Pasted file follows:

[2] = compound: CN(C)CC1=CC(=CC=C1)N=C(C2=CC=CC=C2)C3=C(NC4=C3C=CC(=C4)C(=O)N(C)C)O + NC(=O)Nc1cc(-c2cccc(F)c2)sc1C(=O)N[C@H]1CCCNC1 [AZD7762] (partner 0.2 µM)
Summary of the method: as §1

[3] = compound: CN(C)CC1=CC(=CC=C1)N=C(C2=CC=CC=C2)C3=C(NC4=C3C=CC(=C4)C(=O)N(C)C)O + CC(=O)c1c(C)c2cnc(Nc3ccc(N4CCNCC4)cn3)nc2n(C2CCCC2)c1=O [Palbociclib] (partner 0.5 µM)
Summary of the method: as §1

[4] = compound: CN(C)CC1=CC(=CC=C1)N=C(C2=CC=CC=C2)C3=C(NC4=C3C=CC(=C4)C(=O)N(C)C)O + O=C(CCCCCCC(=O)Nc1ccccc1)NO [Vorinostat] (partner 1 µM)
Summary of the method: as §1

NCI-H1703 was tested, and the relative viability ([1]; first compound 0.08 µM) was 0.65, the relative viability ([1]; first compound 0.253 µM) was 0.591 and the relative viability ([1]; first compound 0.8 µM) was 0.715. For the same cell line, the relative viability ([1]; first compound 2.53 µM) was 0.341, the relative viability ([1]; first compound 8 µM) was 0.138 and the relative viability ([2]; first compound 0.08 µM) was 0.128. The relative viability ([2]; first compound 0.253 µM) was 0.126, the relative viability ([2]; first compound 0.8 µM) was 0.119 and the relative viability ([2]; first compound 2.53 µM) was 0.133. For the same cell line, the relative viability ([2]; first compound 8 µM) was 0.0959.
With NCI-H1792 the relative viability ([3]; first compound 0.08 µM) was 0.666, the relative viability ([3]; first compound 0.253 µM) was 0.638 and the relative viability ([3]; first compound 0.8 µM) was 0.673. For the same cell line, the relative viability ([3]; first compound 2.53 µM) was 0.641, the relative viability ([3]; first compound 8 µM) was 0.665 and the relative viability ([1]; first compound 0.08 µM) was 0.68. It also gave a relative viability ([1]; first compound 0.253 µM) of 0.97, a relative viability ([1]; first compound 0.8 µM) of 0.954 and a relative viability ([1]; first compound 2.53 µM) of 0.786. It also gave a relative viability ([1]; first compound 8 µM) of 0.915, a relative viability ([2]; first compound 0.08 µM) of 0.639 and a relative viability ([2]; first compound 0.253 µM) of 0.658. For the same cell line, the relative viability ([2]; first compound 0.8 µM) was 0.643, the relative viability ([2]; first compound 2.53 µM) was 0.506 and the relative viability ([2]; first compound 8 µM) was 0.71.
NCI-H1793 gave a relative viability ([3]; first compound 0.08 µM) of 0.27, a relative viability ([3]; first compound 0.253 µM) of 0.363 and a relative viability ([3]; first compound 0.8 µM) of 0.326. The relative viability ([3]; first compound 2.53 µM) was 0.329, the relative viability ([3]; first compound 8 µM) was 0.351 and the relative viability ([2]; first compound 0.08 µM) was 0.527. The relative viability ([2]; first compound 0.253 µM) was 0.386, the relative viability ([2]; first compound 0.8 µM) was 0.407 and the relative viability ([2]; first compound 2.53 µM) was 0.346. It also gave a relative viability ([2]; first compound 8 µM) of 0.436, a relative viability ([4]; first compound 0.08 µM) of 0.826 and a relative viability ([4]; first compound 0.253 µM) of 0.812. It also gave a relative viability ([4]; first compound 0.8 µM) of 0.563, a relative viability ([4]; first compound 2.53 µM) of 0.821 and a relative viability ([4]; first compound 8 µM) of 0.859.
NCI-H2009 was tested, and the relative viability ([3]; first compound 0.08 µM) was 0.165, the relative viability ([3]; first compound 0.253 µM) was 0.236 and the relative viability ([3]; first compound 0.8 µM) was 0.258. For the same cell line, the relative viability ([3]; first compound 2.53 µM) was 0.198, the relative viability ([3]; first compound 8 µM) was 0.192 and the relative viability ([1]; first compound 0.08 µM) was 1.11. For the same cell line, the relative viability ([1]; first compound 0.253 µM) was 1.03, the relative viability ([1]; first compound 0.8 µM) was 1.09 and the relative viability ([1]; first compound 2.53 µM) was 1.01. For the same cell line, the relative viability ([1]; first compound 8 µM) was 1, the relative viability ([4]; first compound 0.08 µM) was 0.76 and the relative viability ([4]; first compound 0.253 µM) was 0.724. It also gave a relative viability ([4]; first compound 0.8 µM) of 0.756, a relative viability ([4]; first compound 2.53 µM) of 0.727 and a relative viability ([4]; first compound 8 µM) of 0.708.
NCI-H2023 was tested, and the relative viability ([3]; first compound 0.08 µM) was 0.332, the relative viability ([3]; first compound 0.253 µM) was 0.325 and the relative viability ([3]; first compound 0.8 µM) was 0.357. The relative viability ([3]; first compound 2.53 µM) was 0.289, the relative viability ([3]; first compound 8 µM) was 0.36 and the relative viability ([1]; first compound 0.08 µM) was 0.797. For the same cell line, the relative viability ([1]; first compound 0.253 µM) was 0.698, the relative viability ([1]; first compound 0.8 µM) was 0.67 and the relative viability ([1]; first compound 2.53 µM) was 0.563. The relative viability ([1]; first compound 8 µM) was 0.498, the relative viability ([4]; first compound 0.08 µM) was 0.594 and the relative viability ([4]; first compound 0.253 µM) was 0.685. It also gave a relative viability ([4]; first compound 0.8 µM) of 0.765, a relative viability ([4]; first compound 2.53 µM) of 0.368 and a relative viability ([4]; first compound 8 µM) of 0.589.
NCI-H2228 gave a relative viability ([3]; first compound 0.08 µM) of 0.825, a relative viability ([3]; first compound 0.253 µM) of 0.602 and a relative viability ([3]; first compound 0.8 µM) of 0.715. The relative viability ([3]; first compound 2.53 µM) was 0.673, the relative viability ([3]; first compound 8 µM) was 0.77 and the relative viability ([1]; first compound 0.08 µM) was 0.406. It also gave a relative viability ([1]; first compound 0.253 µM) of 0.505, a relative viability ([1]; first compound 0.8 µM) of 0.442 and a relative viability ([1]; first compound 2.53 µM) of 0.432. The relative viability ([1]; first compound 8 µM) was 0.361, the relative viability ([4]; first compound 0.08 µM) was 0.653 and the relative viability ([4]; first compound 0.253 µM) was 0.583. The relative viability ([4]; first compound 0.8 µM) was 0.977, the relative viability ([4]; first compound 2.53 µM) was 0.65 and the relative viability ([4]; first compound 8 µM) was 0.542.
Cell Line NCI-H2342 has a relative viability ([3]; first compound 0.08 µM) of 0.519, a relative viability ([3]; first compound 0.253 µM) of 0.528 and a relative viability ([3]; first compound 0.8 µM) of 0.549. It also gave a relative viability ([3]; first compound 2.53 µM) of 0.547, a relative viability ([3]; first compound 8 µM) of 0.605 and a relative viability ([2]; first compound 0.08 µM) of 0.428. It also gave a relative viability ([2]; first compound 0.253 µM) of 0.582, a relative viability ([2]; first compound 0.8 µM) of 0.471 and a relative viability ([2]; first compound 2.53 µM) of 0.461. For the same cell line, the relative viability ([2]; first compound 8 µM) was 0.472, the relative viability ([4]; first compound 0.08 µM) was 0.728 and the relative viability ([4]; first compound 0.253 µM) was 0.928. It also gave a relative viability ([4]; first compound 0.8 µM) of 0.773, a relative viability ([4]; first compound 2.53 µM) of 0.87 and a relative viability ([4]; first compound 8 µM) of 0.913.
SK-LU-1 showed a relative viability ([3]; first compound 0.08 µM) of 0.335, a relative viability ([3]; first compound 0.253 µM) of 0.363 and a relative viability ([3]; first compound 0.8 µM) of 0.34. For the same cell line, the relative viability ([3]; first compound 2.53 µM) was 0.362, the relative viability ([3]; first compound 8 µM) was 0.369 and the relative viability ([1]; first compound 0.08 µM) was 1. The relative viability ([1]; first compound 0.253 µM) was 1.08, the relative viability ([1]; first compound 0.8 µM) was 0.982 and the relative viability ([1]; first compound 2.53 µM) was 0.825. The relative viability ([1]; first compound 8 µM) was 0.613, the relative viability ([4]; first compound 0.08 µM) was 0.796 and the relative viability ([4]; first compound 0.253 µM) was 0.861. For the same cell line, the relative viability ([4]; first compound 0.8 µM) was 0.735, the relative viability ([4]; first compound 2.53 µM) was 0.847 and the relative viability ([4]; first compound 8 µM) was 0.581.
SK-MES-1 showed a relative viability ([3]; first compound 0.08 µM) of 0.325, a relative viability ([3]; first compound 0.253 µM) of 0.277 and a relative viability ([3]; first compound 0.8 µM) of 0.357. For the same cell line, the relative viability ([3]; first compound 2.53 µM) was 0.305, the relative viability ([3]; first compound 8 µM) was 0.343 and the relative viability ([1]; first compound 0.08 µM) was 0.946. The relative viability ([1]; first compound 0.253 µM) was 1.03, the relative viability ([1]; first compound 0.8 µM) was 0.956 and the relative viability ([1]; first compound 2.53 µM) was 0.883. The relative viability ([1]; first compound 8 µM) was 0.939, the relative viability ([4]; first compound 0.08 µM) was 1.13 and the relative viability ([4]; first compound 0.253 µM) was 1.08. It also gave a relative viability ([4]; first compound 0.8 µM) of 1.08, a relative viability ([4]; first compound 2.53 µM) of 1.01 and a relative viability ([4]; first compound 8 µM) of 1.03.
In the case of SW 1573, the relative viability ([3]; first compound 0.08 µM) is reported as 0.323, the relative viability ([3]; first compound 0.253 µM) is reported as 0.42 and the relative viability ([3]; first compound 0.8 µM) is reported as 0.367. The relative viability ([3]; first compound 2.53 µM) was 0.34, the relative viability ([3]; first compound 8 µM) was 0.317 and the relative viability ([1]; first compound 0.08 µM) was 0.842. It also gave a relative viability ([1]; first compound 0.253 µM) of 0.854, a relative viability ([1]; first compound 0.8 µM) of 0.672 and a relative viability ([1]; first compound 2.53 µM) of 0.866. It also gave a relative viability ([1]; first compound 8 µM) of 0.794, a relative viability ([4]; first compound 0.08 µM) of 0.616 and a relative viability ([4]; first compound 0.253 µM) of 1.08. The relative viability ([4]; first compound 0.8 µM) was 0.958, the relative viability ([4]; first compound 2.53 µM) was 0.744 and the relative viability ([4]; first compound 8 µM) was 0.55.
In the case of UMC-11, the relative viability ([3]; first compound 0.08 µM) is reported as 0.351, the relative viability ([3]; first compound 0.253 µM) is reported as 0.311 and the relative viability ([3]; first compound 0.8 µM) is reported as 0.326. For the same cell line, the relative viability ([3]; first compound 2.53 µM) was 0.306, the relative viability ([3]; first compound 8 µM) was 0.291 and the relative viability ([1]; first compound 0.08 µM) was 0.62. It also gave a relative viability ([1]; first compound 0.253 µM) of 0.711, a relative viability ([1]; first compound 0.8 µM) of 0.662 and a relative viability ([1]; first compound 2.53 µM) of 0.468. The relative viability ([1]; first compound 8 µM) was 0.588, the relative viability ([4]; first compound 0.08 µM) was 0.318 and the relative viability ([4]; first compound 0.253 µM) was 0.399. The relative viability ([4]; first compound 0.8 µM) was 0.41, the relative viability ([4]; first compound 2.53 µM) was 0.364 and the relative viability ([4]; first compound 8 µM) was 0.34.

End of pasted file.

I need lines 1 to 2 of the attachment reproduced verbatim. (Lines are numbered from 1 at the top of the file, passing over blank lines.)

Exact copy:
[2] = compound: CN(C)CC1=CC(=CC=C1)N=C(C2=CC=CC=C2)C3=C(NC4=C3C=CC(=C4)C(=O)N(C)C)O + NC(=O)Nc1cc(-c2cccc(F)c2)sc1C(=O)N[C@H]1CCCNC1 [AZD7762] (partner 0.2 µM)
Summary of the method: as §1